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Twelve Emperors by Suetonius

Caligula, Chapter 26: Caligula as a monster (Cont.)
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It would be trivial and pointless to add to this an account of his treatment of his relatives and friends, Ptolemy, son of king Juba, his cousin (for he was the grandson of Marcus Antonius by Antonius' daughter Selene), and in particular Macro himself and even Ennia, who helped him to the throne; all these were rewarded for their kinship and their faithful services by a bloody death. He [Note 1] was no whit more respectful or mild towards the senate, allowing some who had held the highest offices to run in their togas for several miles beside his chariot and to wait on him at table, standing napkin in hand either at the head of his couch, or at his feet. Others he secretly put to death, yet continued to send for them as if they were alive, after a few days falsely asserting that they had committed suicide. When the consuls forgot to make proclamation of his birthday, he deposed them, and left the state for three days without its highest magistrates. He flogged his quaestor, who was charged with conspiracy, stripping off the man's clothes and spreading them under the soldiers' feet, to give them a firm footing as they beat him. He treated the other orders with like insolence and cruelty. Being disturbed by the noise made by those who came in the middle of the night to secure the free seats in the Circus, he drove them all out with cudgels; in the confusion more than twenty Roman equites were crushed to death, with as many matrons and a countless number of others. At the plays in the theatre, sowing discord between the people and the equites, he scattered the gift tickets ahead of time, to induce the rabble to take the seats reserved for the equestrian order. At a gladiatorial show he would sometimes draw back the awnings when the sun was hottest and give orders that no one be allowed to leave; then removing the usual equipment, he would match worthless and decrepit gladiators against mangy wild beasts, and have sham fights between householders who were of good repute, but conspicuous for some bodily infirmity. Sometimes too he would shut up the granaries and condemn the people to hunger.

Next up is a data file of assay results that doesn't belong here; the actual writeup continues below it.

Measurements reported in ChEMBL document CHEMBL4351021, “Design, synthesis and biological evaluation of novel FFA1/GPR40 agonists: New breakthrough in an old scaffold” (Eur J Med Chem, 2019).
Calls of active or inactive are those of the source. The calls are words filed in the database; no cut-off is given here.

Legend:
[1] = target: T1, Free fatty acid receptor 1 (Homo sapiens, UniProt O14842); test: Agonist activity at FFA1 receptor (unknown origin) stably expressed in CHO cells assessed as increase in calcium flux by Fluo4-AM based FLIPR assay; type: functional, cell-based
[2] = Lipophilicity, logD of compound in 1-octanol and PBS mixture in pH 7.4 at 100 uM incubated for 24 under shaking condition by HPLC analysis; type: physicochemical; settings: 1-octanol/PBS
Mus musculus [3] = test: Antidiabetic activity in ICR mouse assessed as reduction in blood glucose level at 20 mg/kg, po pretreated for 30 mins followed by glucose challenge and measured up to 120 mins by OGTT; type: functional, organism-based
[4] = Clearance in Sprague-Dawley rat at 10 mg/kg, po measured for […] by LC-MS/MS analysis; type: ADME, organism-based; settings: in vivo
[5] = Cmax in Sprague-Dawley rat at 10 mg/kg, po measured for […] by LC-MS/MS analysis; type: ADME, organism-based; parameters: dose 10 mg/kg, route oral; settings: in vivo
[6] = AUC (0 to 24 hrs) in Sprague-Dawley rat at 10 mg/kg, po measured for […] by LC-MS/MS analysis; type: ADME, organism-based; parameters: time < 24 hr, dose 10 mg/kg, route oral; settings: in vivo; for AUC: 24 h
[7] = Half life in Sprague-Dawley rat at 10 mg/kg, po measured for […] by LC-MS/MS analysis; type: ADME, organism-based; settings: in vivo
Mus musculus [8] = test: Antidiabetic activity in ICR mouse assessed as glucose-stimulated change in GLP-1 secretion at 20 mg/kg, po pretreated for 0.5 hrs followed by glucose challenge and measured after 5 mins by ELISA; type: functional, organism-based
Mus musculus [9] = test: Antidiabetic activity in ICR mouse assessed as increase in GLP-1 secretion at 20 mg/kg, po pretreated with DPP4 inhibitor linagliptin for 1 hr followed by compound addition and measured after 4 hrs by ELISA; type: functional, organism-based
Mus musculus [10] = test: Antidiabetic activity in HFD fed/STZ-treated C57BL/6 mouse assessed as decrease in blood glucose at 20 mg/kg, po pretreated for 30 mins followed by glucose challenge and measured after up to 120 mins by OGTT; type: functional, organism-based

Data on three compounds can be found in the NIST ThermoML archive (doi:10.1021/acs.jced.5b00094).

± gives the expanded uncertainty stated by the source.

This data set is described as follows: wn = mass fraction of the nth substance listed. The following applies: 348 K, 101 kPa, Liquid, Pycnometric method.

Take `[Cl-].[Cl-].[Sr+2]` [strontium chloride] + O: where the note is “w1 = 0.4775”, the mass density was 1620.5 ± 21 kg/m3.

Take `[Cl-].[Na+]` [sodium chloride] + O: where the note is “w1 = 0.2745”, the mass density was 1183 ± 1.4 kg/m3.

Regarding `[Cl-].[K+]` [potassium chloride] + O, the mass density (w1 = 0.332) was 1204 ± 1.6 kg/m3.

Note 1: he = Caligula

Event: Caligula as a monster

Leue ac frigidum sit his addere, quo propinquos amicosque pacto tractauerit, Ptolemaeum regis Iubae filium, consobrinum suum--erat enim et is M. Antoni ex Selene filia nepos--et in primis ipsum Macronem, ipsam Enniam. Adiutores imperii: quibus omnibus pro necessitudinis iure proque meritorum gratia cruenta mors persoluta est. Nihilo reuerentior leniorue erga senatum, quosdam summis honoribus functos ad essedum sibi currere togatos per aliquot passuum milia et cenanti modo ad pluteum modo ad pedes stare succinctos linteo passus est; alios cum clam interemisset, citare nihilo minus ut uiuos perseuerauit, paucos post dies uoluntaria morte perisse mentitus. Consulibus oblitis de natali suo edicere abrogauit magistratum fuitque per triduum sine summa potestate res p. Quaestorem suum in coniuratione nominatum flagellauit ueste detracta subiectaque militum pedibus, quo firme uerberaturi insisterent. Simili superbia uiolentiaque ceteros tractauit ordines. Inquietatus fremitu gratuita in circo loca de media nocte occupantium, omnis fustibus abegit; elisi per eum tumultum uiginti amplius equites R., totidem matronae, super innumeram turbam ceteram. Scaenicis ludis, inter plebem et equitem causam discordiarum ferens, decimas maturius dabat, ut equestri[a] ab infimo quoque occuparentur. gladiatorio munere reductis interdum flagrantissimo sole uelis emitti quemquam uetabat, remotoque ordinario apparatu tabidas feras, uilissimos senioque confectos gladiatores, [proque] paegniariis patres familiarum notos in bonam partem sed insignis debilitate aliqua corporis subiciebat. Ac nonnumquam horreis praeclusis populo famem indixit.